Dr. Victor Claar, associate professor of economics at Hope College, will spend a year teaching and conducting research in Armenia through an award from the Fulbright Scholar Program.
It is the third time in three years that a member of the Hope faculty has received one of the awards. In 2004, Dr. William Cohen, professor emeritus of history, and Dr. David Klooster, professor of English, received Fulbright awards to teach in Japan and Austria respectively.
Claar will teach at the American University of Armenia in the capital city of Yerevan. The university, founded approximately 10 years ago, offers only graduate-level courses, taught in English. Claar will be teaching MBA students in the business school and economics courses in the political science program from late August through early May.
His research will focus on the nation's shift from communism under the former Soviet system. "One of the reasons I wanted a former Soviet republic was to study economic transition a little bit," he said.
Claar also anticipates lecturing at other universities while in Armenia. In addition, during a break between quarters he is planning to attend a conference in Turkey in December to which he and Hope colleague Dr. Robin Klay will be submitting a paper on the work of aid-giving non-governmental agencies in Mexico.
For more than 50 years, the Fulbright Scholar program has sponsored the exchange of students and scholars between the United States and many other countries around the world. The U.S. government's flagship academic exchange effort, Fulbright annually sends 800 U.S. scholars to academic institutions abroad, and brings 800 foreign scholars to the United States. The goal of the program is to promote "mutual understanding between the people of the United States and the people of other countries of the world."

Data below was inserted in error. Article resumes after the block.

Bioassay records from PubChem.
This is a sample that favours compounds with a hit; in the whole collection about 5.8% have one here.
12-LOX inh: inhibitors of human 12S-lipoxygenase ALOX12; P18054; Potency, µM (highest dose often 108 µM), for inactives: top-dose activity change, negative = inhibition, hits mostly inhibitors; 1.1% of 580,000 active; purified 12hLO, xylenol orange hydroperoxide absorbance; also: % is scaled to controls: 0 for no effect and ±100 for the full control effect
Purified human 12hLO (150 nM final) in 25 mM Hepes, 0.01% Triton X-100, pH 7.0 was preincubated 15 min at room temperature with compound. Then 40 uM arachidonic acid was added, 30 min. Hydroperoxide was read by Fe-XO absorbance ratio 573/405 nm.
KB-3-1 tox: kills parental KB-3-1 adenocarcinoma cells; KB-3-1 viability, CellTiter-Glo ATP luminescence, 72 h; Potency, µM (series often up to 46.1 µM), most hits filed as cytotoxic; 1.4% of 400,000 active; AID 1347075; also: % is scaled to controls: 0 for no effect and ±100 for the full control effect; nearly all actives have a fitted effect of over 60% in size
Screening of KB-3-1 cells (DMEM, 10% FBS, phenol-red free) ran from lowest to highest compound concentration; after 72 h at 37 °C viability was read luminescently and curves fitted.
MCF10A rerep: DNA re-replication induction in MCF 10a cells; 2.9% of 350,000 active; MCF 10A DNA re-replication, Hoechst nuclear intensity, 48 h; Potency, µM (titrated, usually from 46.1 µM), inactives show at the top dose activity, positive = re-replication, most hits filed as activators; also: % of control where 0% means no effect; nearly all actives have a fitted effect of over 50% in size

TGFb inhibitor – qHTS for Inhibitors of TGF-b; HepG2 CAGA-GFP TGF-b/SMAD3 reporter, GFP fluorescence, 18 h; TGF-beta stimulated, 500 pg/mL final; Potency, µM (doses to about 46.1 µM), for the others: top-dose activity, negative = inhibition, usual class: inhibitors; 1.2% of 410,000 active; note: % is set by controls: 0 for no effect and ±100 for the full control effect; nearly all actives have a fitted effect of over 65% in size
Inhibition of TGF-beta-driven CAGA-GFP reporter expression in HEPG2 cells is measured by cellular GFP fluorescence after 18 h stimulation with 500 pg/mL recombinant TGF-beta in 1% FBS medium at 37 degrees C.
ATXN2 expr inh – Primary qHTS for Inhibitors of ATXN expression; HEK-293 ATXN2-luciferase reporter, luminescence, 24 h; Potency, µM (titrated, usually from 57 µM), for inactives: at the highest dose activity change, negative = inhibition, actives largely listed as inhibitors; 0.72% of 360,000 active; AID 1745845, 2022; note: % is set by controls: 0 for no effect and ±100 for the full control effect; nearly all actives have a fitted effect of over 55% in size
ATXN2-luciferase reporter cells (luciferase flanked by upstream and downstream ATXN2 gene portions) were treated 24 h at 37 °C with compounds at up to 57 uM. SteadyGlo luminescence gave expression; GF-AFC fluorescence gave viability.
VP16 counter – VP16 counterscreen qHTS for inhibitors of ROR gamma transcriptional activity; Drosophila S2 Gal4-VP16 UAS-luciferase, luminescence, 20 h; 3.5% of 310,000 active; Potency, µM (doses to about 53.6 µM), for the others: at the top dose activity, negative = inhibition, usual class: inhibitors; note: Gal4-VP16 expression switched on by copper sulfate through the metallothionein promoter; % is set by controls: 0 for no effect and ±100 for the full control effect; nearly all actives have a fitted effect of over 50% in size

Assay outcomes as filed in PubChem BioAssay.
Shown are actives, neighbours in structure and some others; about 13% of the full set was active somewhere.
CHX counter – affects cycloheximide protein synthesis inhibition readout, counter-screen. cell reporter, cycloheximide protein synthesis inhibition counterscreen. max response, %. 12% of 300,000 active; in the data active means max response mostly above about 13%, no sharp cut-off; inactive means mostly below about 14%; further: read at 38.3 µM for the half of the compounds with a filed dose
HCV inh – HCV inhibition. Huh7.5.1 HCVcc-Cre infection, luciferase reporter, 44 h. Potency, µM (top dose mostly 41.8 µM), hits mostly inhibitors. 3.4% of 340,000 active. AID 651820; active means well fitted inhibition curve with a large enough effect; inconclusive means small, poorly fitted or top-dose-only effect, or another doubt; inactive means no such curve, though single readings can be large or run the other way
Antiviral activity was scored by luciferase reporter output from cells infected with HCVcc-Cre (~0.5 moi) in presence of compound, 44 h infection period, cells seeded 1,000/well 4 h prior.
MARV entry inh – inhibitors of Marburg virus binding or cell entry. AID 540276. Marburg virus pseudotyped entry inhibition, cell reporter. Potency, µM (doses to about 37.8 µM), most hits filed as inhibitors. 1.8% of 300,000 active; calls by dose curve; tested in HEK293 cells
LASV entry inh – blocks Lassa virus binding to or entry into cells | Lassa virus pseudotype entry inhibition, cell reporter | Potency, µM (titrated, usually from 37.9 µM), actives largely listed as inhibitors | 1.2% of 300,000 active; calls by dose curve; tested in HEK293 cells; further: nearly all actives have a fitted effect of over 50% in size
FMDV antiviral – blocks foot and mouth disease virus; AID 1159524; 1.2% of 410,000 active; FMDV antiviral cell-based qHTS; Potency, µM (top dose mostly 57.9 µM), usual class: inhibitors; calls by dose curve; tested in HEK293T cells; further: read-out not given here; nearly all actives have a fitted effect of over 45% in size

Armenia is located about midway between the Black and Caspian seas and bordered by Iran, Turkey, Georgia and Azerbaijan. The country is a predominantly Christian nation and has approximately three million inhabitants, 1.3 million of whom live in Yerevan, which was founded in 782 B.C.
Claar has taught at Hope since 2000. Recently, working with 2006 Hope graduate Amy Schuster, he developed the Lakeshore Economic Index that measures West Michigan's economic health based on nine categories: electricity usage, water usage, average residential real estate prices, average number of days a home is on the market, new car sales, new home construction, the prime lending rate, the unemployment rate and hotel occupancy. His areas of research also include macroeconomic implications of behavioral economics, time series econometrics and forgiveness.
He has presented his research at several conferences, including the Southern Economic Association and the International Atlantic Economic Society. His research has appeared in journals such as "Applied Economics" and "Public Finance Review," and he has served as a referee for the "Journal of Money, Credit and Banking," the "Journal of Public Economics" and the "Review of Political Economy." He and Klay have a book forthcoming from IVP Academic in 2007. He also serves as an adjunct scholar at the Mackinaw Center for Public Policy in Midland.
Claar holds a B.A. in business administration from Houghton College in New York, where he also completed a major in mathematics. He earned his master's and doctorate in economics from West Virginia University.